Daveincaps... (well sort of...) I frequently would set up my XP systems with a basic '98se in a dual-boot, and ensured the data area was fat32 - shared by both XP & 98se. Thus allowing data access more easily in event of problems. Although of course there is the ntfsdos utility too which will work from a dos level/based OS.



#1
June 28, 2014 at 10:26:26
mmm - Can appreciate that sometimes things can seem (and at times be) a little complicated...

Not understanding what you mean by ISIS method?

What you need to do is to somehow get hold a disk that will boot the system - and the usual suggestion is a Linux based disk.

You obviously have access to a computer that works?

So you go to a website (ubuntu.com is one) and locate/download the ISO file there for Ubuntu. Then you put a blank DVD into the cd/dvd burner - and with the correct software you burn the ISO to the dvd. (Almost certainly whichever computer you use for the download will have suitably software to allow to burn the dvd).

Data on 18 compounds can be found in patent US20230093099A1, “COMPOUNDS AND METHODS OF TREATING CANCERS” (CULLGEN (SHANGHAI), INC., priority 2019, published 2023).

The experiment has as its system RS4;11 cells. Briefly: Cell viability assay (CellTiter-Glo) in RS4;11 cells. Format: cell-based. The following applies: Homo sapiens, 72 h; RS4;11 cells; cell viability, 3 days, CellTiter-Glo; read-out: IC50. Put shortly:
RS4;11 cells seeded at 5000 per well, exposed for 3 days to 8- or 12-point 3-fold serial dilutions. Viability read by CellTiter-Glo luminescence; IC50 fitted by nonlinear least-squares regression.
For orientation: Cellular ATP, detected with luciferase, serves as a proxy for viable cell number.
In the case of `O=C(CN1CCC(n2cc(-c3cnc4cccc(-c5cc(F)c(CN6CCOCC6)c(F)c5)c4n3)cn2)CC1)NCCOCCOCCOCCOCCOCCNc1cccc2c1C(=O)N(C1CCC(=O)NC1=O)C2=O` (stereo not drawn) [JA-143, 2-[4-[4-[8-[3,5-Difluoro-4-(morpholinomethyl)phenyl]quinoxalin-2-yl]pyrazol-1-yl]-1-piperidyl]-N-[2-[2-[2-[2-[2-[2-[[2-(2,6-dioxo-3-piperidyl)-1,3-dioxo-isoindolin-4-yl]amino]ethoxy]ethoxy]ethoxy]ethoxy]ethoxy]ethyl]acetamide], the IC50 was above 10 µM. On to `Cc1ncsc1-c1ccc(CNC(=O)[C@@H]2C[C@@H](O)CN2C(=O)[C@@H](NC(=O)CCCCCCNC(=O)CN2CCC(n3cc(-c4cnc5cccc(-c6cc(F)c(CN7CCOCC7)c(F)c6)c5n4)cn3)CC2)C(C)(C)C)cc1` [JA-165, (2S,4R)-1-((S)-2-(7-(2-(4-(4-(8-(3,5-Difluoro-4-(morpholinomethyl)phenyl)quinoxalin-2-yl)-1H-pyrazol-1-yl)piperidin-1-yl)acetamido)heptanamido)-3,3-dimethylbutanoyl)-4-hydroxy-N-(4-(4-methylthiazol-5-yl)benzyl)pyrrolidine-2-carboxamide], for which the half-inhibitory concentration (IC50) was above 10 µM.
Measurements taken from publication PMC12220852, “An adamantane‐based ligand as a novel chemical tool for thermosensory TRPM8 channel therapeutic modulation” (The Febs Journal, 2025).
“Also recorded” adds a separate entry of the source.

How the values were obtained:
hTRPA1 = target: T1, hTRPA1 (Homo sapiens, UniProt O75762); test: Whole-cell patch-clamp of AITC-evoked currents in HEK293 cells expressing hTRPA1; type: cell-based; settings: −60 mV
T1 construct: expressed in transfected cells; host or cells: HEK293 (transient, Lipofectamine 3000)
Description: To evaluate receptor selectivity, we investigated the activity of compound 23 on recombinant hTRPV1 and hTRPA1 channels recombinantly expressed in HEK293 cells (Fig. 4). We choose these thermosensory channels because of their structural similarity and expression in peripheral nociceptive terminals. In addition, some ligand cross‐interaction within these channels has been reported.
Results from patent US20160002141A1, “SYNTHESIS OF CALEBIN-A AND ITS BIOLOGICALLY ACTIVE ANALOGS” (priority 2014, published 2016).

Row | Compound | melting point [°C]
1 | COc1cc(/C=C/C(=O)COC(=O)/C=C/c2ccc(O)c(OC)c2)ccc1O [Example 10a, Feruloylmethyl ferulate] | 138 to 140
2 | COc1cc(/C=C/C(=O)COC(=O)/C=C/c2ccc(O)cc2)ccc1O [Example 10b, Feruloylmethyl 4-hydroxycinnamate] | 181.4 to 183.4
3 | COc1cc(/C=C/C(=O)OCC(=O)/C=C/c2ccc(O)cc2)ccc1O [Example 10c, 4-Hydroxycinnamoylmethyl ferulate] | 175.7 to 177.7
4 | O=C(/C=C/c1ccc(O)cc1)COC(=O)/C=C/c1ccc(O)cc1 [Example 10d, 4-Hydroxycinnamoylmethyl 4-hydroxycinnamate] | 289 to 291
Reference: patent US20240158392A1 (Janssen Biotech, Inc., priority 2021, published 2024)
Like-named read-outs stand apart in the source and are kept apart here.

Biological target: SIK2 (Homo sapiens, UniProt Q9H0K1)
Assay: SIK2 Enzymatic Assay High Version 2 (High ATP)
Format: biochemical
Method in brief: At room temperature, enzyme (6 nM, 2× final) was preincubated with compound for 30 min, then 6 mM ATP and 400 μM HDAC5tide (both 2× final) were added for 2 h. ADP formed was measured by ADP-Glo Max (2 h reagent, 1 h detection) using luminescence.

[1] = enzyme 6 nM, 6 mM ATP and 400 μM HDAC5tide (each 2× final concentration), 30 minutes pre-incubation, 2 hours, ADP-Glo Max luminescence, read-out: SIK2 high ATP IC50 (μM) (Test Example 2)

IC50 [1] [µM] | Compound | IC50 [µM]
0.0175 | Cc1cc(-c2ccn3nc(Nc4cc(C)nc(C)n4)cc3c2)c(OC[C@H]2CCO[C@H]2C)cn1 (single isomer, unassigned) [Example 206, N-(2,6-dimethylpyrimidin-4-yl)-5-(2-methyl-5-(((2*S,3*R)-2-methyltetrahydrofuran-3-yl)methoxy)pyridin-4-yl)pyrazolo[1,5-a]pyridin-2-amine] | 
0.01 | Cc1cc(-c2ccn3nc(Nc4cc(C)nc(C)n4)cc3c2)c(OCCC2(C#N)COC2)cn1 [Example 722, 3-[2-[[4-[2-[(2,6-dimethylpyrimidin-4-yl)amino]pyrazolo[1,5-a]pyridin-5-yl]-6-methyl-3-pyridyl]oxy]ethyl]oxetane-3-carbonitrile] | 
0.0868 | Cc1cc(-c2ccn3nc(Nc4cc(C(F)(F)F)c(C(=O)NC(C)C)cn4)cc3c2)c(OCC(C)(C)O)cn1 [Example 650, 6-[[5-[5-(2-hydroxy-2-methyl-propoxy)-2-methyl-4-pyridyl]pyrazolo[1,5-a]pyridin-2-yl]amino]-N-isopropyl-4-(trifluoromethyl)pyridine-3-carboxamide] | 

Then you boot "your" Dell with that DVD. It will (after a little while) boot up to a desktop. There is an equivalent of Windows Explorer in the Ubuntu operating system; and with that you can find the C: drive on your computer. Then you locate your files and "copy" them to external storage - typically dvd. Very likely when you select a file via the Ubuntu "Windows Explorer" equivalent and right-click on it it will give the option to copy the file to a cd/dvd; and it may actually suggest to a cd/dvd. It does offer cd/dvd then do so - and burn file(s) to cd/dvd. DVD is better as more space to store files?

To connect the hard drive via an adapter to usb to another computer does mean you have to physically remove the drive from the Dell - first. Then connect it with the cable to the computer you will use to access and copy the files.

The Ubuntu boot disk routine is by far the easier and less messing around?